Retailers Use Slinky-Type Barrier to Deter Theft and Catch Thieves
(NewsNation Now) – In an effort to tackle a wave of retail thefts and armed robberies, some retailers are implementing coiled wire – much like what can often be seen at the exterior of a prison – to serve as a barrier between potential thieves and high-end products.
The product is called an accordion or tangled wire, and its Slinky-like design acts as both a deterrent and a means of slowing down thieves.
It’s also safer than the reciprocating razor or barbed wire, said Josh Nielsen, vice president of Adamson Police Products. While not impenetrable, it functions as a visual deterrent and has the potential to slow thieves in time for police to apprehend them, Nielsen said.
“If someone is running and trying to cross something fast, they will have to navigate and get tangled,” Nielsen said.
As the security measure is erected in malls, including The Grove in Los Angeles, vendors said they couldn’t keep it in stock.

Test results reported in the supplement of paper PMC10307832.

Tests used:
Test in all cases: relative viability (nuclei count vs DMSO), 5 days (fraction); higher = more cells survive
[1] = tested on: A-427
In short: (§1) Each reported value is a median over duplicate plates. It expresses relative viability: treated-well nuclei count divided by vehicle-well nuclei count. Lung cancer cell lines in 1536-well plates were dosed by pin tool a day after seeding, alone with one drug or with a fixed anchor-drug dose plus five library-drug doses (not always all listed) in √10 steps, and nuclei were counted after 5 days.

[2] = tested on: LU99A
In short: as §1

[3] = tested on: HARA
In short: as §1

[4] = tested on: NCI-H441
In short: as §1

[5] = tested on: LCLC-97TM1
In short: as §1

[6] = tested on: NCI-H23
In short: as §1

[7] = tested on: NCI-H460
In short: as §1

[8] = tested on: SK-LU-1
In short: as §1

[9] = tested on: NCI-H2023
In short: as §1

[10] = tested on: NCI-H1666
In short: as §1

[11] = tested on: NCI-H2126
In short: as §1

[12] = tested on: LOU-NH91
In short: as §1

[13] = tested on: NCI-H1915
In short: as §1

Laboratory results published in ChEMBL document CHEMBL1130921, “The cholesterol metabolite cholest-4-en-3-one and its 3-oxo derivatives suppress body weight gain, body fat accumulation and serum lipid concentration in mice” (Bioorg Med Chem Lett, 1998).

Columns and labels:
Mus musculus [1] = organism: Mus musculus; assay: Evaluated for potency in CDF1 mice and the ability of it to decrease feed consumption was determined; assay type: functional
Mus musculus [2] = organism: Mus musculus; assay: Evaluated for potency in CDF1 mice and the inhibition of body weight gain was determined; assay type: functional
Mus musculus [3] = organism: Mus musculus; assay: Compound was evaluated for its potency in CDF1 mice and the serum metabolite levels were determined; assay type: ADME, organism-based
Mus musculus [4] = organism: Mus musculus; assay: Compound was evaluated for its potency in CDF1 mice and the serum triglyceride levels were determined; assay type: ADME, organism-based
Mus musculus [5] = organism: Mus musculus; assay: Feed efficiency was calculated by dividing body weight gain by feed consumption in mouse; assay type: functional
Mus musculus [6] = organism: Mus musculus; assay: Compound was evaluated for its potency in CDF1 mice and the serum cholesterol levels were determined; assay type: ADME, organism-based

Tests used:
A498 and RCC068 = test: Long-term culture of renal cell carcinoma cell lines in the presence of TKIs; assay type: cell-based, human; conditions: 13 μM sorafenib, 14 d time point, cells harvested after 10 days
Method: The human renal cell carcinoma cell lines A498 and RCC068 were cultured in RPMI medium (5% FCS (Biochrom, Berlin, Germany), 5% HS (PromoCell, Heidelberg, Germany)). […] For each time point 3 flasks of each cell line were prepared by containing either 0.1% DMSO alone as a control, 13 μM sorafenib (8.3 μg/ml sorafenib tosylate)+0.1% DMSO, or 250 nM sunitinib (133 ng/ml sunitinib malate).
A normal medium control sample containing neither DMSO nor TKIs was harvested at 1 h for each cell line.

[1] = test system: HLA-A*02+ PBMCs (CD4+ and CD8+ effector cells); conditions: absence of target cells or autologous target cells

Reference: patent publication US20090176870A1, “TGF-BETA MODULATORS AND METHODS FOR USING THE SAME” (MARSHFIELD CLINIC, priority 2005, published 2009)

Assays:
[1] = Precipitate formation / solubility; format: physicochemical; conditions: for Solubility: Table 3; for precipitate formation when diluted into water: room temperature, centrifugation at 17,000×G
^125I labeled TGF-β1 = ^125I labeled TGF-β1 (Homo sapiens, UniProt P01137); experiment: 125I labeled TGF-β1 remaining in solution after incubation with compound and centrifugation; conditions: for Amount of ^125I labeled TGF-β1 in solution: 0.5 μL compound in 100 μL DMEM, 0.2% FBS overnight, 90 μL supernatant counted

“We are constantly getting phone calls for this,” Nielsen said.
A recent report from the National Retail Federation found that in response to organized crime and in-store attacks, 50% of retailers spend money on specific loss prevention equipment. The other half look to technology resources that will help them report their activities and track data.
The federation says organized retail crime costs businesses an average of $ 700,000 for $ 1 billion in sales.
Although incidents of organized crime in retail increased before 2020, a shift towards online shopping, where stolen goods are often sold, has exasperated the problem, according to the NRF. While some retailers expect a more robust and collaborative response from law enforcement and lawmakers, security measures such as accordion wire are additional tools to guard against theft.
“(The police) are doing (the best) they can with the tools provided, and it’s one of those tools that we’re trying to help them,” Nielsen said.
Ideally, the responsibility for merchants and buyers should not rest with a single entity, said Rob Karr, president of the Illinois Retail Merchants Association.
Instead, law enforcement, lawmakers, retailers and court officials must work together to find solutions that better protect everyone, he said.
Until then, physical stores should continue to operate as they always have.
“(People) want to come in, touch, try, see, feel,” Karr said. “We are in front of the public. It’s the only way retail works.